If you can figure out how to demonstrate answers to these six questions, you’re probably on the right track:

1. Which customers have you delighted recently?
2. What new relationships have you made that add value to our business?
3. What work have you done that excited people inside and outside of the business?
4. How are you helping energize your colleagues and exciting them with new ideas?
5. How have you helped add value to new business wins?
6. How have you contributed to new initiatives that improve productivity and effectiveness?

Net-net, think of your firm as Walmart morphing into Amazon. Just a few short years ago, Walmart would judge its growth and success on how many new stores and how many new employees it created in a given year. Today, Amazon has completely disrupted Walmart’s business by focusing on how many new customers it acquired, without making any investments to its existing human or physical infrastructure. You need to be thinking like Amazon does… how can you be more valuable to your firm – without having to add heaps of staff to support you – by managing your time better; by reading (a lot) more; by making the effort to forge relationships with people who can make you smarter; by looking after your health better.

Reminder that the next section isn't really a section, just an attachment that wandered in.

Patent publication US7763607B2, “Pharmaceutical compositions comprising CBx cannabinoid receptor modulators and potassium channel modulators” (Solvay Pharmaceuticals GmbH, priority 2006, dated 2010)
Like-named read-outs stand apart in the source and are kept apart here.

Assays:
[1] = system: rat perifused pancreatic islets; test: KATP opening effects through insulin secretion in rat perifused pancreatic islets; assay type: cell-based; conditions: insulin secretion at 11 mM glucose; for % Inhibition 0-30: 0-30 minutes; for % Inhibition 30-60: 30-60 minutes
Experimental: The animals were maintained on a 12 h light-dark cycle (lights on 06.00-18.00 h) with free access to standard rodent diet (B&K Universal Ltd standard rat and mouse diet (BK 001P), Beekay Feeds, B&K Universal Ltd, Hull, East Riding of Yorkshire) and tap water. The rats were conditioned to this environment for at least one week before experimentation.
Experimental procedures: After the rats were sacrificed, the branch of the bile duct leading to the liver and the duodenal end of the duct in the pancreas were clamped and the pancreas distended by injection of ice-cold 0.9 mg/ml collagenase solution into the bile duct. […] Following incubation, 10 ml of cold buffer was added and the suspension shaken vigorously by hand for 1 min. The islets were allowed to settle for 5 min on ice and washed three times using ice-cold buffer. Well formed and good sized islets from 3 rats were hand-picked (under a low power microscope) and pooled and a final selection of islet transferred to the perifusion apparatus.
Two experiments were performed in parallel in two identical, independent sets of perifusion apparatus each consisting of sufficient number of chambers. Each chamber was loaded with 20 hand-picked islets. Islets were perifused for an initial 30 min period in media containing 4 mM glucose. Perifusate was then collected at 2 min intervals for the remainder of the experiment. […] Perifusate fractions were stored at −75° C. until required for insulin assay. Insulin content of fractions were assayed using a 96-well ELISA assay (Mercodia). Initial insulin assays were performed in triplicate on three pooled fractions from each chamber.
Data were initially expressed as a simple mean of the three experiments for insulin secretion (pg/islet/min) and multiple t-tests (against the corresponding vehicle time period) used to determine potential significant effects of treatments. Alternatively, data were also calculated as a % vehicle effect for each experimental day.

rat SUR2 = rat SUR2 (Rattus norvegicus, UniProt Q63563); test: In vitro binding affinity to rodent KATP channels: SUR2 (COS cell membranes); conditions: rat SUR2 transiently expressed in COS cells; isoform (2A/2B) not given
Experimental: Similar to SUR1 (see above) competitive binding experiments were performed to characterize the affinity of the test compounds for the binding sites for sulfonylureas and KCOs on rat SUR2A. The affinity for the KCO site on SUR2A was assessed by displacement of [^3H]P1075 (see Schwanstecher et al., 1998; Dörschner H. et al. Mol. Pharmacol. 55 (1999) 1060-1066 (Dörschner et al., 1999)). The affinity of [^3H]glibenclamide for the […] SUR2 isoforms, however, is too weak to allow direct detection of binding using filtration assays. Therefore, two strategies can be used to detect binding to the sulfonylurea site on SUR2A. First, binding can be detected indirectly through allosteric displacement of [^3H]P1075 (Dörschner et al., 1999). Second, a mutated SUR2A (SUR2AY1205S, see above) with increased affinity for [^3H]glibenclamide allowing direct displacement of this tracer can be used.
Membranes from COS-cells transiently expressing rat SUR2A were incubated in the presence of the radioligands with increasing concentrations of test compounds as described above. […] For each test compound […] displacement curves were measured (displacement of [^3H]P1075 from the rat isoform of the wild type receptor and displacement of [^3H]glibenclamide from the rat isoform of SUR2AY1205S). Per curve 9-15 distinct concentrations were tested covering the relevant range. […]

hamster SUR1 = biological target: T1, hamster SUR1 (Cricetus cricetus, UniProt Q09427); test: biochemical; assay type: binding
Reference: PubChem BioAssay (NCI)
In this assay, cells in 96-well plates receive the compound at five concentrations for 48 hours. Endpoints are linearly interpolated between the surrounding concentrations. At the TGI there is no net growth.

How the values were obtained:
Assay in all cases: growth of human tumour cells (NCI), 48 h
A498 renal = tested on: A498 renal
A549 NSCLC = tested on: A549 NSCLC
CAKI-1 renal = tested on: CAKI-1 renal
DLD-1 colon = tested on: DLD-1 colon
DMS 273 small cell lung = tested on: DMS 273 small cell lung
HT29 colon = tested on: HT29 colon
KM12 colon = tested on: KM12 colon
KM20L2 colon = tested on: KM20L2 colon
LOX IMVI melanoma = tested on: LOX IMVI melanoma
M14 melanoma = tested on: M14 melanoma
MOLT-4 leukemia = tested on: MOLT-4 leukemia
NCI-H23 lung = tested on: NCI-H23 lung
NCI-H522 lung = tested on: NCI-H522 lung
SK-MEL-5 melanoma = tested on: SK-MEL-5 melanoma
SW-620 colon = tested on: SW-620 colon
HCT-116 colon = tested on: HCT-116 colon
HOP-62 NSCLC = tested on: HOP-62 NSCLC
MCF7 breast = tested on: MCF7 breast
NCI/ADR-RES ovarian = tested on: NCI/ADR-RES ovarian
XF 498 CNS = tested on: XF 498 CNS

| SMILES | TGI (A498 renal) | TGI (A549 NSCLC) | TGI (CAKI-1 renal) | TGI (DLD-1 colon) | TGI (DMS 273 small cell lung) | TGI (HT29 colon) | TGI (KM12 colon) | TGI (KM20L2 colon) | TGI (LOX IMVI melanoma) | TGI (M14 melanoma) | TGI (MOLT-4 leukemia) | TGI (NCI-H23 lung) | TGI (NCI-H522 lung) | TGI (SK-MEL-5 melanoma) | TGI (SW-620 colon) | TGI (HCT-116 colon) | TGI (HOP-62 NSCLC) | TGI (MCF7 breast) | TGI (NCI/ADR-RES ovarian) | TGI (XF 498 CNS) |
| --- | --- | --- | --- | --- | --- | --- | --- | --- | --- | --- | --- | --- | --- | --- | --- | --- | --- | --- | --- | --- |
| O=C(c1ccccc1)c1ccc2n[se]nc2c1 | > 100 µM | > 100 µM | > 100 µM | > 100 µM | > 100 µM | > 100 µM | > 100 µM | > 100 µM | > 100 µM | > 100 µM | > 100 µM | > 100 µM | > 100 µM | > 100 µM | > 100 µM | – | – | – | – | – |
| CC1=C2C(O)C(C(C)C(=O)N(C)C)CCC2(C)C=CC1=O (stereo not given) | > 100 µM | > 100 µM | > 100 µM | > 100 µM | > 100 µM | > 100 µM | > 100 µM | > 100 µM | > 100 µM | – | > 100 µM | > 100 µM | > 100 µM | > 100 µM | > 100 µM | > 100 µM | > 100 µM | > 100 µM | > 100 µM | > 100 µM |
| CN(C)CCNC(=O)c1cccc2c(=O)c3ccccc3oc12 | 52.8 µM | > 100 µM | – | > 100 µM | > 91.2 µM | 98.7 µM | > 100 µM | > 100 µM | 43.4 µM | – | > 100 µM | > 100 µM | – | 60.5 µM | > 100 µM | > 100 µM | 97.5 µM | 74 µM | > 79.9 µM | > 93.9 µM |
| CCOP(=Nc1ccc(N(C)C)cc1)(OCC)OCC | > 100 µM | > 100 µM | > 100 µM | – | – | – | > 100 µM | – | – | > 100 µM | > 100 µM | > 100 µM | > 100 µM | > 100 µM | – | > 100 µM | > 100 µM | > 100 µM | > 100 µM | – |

So turn off that Facebook – and stop checking your bloody email every 5 minutes and focus on investing your time in making yourself a smarter, more hybrid, versatile, employee. Don’t become part of this Lost Generation…